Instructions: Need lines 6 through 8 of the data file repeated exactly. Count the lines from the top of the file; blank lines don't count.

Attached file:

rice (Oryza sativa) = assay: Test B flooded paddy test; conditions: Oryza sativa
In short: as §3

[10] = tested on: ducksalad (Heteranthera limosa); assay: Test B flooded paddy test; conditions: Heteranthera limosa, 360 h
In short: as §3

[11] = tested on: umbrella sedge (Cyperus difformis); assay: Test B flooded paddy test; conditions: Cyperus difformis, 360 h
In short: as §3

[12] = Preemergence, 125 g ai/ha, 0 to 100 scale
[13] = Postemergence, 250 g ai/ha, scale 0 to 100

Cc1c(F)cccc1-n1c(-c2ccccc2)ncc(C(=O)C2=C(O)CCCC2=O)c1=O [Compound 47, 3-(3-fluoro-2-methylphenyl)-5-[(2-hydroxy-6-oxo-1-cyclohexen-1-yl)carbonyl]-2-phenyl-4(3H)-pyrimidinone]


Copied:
In short: as §3

[12] = Preemergence, 125 g ai/ha, 0 to 100 scale
[13] = Postemergence, 250 g ai/ha, scale 0 to 100